“Lizzie, if -”
“I don't want to be here.”
Her mother sighed.
!” Lizzie continued. “Mum, I know you paid a lot of money for me to come here and I appreciate that, but I might not have very long left, maybe -”
“Don't say that!”
“Don't say it!”
“This is a two week camp,” she continued. “so it might represent 4% of my remaining life. That's actually quite a big chunk of time, when you think about it, so why do I have to come and hang out with a bunch of people I don't know, who I don't
to know, doing pointless character-building exercises and learning how to tie knots? It's a complete waste of time!”
Her mother stared at her for a moment. “You really hate the idea of camp, huh?”
“I'm sorry. If you'd asked me before signing me up.”
“You know it's non-refundable, right?”
“I just want you to get out of the house,” her mother continued.
Staring out the window, Lizzie watched as other reluctant campers headed toward the coach.
“I'm not a social person,” she said finally.
“You've got lots of friends!”
“Donna is my only friend!”
“Donna's weird! You're a very social person, Lizzie, if you just put your mind to it. I happen to think you've got leadership qualities.”
“Seriously? Where did you get that idea from?”
Climbing out of the car, her mother walked around and opened the door next to Lizzie.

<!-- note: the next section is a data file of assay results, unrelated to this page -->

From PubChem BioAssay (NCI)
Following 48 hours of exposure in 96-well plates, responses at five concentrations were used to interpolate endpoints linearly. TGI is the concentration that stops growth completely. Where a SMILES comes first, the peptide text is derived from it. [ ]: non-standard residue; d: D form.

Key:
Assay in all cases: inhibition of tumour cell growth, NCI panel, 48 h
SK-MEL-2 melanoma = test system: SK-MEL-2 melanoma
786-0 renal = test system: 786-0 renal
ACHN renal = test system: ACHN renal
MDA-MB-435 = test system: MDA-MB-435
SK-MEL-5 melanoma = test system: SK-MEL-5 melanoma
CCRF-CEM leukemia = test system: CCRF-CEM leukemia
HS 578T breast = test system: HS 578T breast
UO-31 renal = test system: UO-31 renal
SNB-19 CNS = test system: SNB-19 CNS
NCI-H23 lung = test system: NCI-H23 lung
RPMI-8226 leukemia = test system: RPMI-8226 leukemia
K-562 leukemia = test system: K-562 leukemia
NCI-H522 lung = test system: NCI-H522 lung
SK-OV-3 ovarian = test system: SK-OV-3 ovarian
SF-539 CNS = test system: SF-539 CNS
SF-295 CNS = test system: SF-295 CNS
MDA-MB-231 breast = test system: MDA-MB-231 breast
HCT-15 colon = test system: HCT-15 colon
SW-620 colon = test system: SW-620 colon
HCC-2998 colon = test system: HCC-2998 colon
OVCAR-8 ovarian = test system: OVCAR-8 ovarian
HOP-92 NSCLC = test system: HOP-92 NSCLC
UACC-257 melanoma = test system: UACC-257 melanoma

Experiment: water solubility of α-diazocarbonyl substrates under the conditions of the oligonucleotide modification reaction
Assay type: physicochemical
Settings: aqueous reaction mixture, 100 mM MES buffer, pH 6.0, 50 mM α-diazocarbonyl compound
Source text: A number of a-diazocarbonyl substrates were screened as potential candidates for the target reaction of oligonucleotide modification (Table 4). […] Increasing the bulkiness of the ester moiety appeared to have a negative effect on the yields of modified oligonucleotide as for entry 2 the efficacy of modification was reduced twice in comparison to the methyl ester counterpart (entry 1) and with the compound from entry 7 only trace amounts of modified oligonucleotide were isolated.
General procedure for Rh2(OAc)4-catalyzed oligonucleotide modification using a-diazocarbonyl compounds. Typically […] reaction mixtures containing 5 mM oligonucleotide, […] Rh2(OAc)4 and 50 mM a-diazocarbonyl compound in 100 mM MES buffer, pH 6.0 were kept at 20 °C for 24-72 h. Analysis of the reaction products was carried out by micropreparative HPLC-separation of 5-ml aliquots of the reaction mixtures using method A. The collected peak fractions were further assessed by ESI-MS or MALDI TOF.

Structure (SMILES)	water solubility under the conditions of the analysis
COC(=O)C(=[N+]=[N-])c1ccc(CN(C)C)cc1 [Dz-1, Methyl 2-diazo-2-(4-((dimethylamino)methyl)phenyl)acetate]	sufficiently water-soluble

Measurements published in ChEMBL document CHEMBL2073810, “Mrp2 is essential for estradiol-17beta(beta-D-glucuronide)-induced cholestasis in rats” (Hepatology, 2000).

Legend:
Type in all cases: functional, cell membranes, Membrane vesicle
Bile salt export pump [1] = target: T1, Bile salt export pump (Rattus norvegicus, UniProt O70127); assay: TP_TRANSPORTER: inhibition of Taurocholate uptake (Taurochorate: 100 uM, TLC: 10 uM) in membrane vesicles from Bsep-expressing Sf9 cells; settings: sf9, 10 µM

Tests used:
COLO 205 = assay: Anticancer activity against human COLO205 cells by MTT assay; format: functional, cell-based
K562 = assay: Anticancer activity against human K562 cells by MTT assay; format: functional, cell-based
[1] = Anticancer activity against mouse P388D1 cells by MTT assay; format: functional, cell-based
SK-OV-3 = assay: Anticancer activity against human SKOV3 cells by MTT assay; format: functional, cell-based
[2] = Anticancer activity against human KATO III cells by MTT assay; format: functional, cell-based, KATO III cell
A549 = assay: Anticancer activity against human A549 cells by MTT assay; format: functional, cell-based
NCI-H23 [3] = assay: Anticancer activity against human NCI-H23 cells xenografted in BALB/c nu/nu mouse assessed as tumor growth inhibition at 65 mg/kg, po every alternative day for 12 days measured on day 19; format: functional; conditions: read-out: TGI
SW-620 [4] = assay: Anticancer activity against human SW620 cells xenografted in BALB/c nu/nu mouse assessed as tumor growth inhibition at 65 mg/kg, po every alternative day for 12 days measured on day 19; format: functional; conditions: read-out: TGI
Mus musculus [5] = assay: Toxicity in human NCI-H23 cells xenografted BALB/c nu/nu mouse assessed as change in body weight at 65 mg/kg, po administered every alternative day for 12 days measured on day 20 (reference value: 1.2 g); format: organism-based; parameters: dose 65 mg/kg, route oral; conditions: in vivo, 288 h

“You might actually have fun,” she pointed out. “The weather's glorious, you're going to be in one of the most beautiful parts of the country, you'll be miles and miles from civilization and... You could use some time being social, Elizabeth. Actually being face to face with people, in fresh air, instead of computer screens and avatars and whatever else you've got that computer hooked up to do at home. Don't think I don't hear you up in your room, playing your war games and chatting away to people on the other side of the world.”
“Can't I just spend my remaining time doing what I
? Mum, I'm dying and -”
“No, you're not.”
“The doctor said -”
“The doctor said you have a good chance.”
“When I talked to him.”
“Yesterday, okay? He told me yesterday on the phone that you have a good chance.”
“He did, did he?” Lizzie replied, getting out of the car and hauling her backpack onto her shoulders. “Are you sure about that? 'Cause he sure as hell didn't say anything like that to me. Every time he talks to me, he always has that look in his eyes, like he knows I don't have long left. It's subtle, but I see it. He's never exactly
that I'm going to die, but about a month ago, after my last test results came through, he
telling me I'm going to live. That's a subtle but important change, don't you think?”
They stood in silence for a moment, as raised voices could be heard in the distance and car horns were beeped.
“Camp is fun,” her mother said finally, with the faintest hint of tears in her eyes. “Camp is normal, it's something normal kids do. You're eighteen years old, Lizzie, you
be...” Her voice tailed off for a moment. “One day you'll look back on this as...”
They fell silent again.
“I should get going,” Lizzie said after a few seconds. “I don't want to miss the coach, do I? I mean, I
, but...” She paused, before stepping forward and giving her mother a hug. “I'll miss you. I actually mean that, I'm not being sarcastic. And I'm grateful, in my own messed-up way. I know you did this because you thought I'd like it.”